When we engage in fiber arts
we are creating something
but we’re also participating in historic traditions
tens of thousands of years old.
You are not only making art for your soul
and for future generations,
you are embodying the work of our ancestors.
Meadow Coldon, The woven road.
The KUKUmobil is an artist studio on wheels, big enough for a high warp loom and small enough to easily traverse the European continent and establish temporary weaving stations along the way. The route begins at Portugal’s Atlantic coast, and zigzags across the European mainland until it reaches the Black Sea.
On the high warp loom, a large-format tapestry will take shape over several years, woven using the traditional Gobelin technique. The starting point is a template in painting by the artist Andrea Milde, which will be complemented with research on site.
Alongside the creation of this tapestry, there will be workshops that give insight into the fundamentals of weaving, and complexities of a tapestry’s creative and development process. Participants will have the opportunity to explore the motivations behind this project in conversation with the artist.
These motivations include:
# Shining a light on a craft that has evolved along with humankind for millenia. Each generation of weavers has refined and expanded it before passing it on to the next, yet now it is on the brink of extinction.
# Advocating for the preservation of our cultural heritage. The KUKUmobil presents this effort as a collective, rather than an individual one. It is a society’s responsibility to make its shared knowledge available to future generations.
# Reflecting on the future of Europe and the fabric of our society. The tapestry will reflect the diversity of European experiences and identities; it will be a metaphor for their interwoven coexistence, and a commitment to a European project that is in service of its civil society.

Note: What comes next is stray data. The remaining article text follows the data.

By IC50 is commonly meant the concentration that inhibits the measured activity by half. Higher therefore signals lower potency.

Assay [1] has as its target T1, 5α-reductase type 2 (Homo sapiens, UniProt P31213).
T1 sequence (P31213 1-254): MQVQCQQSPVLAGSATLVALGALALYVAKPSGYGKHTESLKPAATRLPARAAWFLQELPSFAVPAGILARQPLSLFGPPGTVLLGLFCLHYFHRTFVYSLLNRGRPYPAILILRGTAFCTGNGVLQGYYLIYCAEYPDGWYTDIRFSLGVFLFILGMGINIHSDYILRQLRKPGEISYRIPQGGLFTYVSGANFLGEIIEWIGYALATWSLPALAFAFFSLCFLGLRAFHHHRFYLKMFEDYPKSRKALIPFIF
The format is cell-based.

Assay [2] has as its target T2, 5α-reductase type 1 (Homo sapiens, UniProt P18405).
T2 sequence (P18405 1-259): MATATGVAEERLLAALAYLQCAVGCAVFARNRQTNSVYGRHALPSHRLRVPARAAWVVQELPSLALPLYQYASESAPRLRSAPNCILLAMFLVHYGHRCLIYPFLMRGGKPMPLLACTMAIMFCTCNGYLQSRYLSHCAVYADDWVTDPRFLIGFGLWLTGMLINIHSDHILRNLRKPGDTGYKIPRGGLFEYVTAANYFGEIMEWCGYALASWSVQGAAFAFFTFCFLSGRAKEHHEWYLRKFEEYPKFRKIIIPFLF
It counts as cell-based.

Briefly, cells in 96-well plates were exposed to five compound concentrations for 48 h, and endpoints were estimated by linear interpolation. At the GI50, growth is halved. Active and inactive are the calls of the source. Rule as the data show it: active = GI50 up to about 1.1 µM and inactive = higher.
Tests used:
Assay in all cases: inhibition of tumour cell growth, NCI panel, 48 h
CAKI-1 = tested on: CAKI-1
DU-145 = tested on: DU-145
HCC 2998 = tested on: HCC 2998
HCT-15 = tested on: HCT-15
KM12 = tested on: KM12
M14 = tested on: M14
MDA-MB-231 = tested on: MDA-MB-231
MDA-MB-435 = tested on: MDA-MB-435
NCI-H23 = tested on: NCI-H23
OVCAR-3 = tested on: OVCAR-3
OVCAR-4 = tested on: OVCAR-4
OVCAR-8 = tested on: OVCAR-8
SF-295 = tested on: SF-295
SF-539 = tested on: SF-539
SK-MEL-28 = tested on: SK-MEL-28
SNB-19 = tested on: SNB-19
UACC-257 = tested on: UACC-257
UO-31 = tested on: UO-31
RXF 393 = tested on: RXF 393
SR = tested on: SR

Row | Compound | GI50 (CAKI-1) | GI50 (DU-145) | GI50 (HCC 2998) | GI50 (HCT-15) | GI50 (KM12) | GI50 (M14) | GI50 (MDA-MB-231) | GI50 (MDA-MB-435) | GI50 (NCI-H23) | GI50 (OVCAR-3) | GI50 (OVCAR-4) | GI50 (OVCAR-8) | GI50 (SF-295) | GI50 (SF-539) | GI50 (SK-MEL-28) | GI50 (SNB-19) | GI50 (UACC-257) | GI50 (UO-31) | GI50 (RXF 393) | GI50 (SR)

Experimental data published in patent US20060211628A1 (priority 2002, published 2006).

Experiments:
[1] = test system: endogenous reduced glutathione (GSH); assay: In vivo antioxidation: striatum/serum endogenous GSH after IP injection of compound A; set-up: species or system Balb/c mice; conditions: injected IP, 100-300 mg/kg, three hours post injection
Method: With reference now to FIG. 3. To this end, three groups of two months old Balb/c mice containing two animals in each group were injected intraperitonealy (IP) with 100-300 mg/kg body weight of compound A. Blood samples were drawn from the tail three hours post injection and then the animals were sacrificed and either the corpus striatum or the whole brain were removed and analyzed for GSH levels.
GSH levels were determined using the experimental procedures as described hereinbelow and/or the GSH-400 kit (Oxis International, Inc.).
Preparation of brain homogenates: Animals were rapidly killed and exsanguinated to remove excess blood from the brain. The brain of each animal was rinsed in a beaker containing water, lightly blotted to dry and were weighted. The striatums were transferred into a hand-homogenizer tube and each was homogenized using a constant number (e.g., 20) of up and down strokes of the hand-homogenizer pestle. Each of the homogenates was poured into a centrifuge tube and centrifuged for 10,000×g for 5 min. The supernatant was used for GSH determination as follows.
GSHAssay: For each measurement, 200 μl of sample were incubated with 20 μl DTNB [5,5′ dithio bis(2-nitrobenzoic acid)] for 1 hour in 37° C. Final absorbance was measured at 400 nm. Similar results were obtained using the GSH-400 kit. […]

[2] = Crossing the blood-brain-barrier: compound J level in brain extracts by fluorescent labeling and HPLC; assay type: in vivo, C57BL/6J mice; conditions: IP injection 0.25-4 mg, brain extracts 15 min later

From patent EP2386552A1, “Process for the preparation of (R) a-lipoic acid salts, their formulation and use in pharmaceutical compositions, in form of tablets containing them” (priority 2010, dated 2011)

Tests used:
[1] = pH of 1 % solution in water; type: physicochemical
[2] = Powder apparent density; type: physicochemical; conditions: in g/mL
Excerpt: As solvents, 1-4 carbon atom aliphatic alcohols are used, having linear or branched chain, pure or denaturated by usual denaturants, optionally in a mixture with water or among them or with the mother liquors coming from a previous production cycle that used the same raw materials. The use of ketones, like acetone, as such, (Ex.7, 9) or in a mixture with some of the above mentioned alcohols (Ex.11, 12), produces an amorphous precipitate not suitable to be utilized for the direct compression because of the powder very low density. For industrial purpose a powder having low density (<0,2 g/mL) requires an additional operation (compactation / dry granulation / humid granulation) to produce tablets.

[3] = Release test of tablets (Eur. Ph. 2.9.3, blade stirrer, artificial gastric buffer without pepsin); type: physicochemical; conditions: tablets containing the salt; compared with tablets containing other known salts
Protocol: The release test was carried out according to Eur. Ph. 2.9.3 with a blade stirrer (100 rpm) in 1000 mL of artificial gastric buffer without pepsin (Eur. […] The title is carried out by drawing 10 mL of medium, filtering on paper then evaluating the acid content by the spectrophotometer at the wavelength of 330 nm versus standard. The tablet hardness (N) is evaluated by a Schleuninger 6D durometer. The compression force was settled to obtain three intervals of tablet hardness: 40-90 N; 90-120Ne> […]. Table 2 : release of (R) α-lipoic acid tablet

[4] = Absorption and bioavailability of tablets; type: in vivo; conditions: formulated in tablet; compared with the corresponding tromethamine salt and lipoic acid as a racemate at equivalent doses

# Inviting a return to a human dimension of size, speed, perception, creativity, and complexity. The KUKUmobil aims to find a balance between our urge to envision and create at a constantly growing scale and pace, and the boundaries and self-awareness required for an equitable and resilient practice.
# Changing our understanding of time, in the philosophical as well as the practical, haptic sense. Slow art and slow living can be a path that leads us back to the human dimension and to a meaningful, sustainable future.
# Bringing knowledge transfer into the public space. The KUKUmobil reframes public space as a place of learning. It creates opportunities for experiencing community and identity in new ways, and makes knowledge transfer an creative processes accessible and part of everyday life.
The KUKUmobil is a vehicle of our artistic and artisanal past; a seeker of textile, cultural, and geopolitical identities; a nomadic chronicler of a time of upheaval; a knowledge-keeper and knowledge-giver in equal parts. In the best of cases, it will be an instigator of new connections and a catalyst of a European spirit and identity that is already alive in many heads and hearts.
“Architects, sculptors, painters, we must all return to the crafts! For art is not a ‘profession.’ There is no essential difference between the artist and the craftsman. The artist is an exalted craftsman. In rare moments of inspiration, transcending the consciousness of his will, the grace of heaven may cause his work to blossom into art. But proficiency in a craft is essential to every artist. Therein lies the prime source of creative imagination.
Let us then create a new guild of craftsmen without the class distinctions that raise an arrogant barrier between craftsman and artist! Together let us desire, conceive, and create the new structure of the future, which will embrace architecture and sculpture and painting in one unity and which will one day rise toward heaven from the hands of a million workers like the crystal symbol of a new faith.”